Investigating neural stem cell (NSC) behaviour in vivo, which is a major area of research, requires NSC models to be developed. We carried out a multilevel characterisation of
the zebrafish embryo peripheral midbrain layer (PML) and identified a unique vertebrate progenitor population. Located dorsally
in the transparent embryo midbrain, these large slow-amplifying progenitors (SAPs) are accessible for long-term in vivo imaging. They form a neuroepithelial layer adjacent to the optic tectum, which has transitory fast-amplifying progenitors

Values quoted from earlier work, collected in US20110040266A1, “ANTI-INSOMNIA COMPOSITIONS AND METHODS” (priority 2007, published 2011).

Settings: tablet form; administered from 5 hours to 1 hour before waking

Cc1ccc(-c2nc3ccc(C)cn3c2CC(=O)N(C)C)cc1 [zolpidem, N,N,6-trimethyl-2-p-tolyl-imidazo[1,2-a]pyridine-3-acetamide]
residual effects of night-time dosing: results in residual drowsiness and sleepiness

(FAPs) at its margin. The presence of these SAPs and FAPs in separate domains provided the opportunity to data mine the ZFIN
expression pattern database for SAP markers, which are co-expressed in the retina. Most of them are involved in nucleotide
synthesis, or encode nucleolar and ribosomal proteins. A mutant for the cad gene, which is strongly expressed in the PML, reveals severe midbrain defects with massive apoptosis and sustained proliferation.
We discuss how fish midbrain and retina progenitors might derive from ancient sister cell types and have specific features
that are not shared with other SAPs.